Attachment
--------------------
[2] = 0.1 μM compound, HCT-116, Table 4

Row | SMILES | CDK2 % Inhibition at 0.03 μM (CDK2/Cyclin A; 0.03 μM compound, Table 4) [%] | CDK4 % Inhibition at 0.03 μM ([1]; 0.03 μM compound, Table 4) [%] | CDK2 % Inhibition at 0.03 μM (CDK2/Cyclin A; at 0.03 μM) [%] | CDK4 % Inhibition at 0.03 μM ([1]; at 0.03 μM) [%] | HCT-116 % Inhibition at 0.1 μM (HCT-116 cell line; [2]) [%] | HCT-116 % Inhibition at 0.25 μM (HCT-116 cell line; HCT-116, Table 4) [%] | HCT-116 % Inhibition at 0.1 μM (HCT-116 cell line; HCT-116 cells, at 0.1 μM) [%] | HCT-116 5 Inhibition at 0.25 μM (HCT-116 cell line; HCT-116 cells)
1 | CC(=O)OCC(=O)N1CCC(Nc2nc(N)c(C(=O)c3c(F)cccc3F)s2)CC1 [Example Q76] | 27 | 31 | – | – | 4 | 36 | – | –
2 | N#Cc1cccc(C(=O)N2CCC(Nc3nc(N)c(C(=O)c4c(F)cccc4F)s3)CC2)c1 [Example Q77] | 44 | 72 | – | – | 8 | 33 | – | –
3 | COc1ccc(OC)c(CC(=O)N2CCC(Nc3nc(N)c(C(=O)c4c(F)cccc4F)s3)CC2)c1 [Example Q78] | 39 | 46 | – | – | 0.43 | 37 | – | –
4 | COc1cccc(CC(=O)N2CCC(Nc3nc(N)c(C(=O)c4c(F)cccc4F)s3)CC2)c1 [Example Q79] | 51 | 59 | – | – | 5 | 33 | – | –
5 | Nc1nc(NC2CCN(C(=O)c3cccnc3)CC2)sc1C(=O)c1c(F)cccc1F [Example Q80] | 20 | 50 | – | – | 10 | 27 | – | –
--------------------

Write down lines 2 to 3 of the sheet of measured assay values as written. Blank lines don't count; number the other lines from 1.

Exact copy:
Row | SMILES | CDK2 % Inhibition at 0.03 μM (CDK2/Cyclin A; 0.03 μM compound, Table 4) [%] | CDK4 % Inhibition at 0.03 μM ([1]; 0.03 μM compound, Table 4) [%] | CDK2 % Inhibition at 0.03 μM (CDK2/Cyclin A; at 0.03 μM) [%] | CDK4 % Inhibition at 0.03 μM ([1]; at 0.03 μM) [%] | HCT-116 % Inhibition at 0.1 μM (HCT-116 cell line; [2]) [%] | HCT-116 % Inhibition at 0.25 μM (HCT-116 cell line; HCT-116, Table 4) [%] | HCT-116 % Inhibition at 0.1 μM (HCT-116 cell line; HCT-116 cells, at 0.1 μM) [%] | HCT-116 5 Inhibition at 0.25 μM (HCT-116 cell line; HCT-116 cells)
1 | CC(=O)OCC(=O)N1CCC(Nc2nc(N)c(C(=O)c3c(F)cccc3F)s2)CC1 [Example Q76] | 27 | 31 | – | – | 4 | 36 | – | –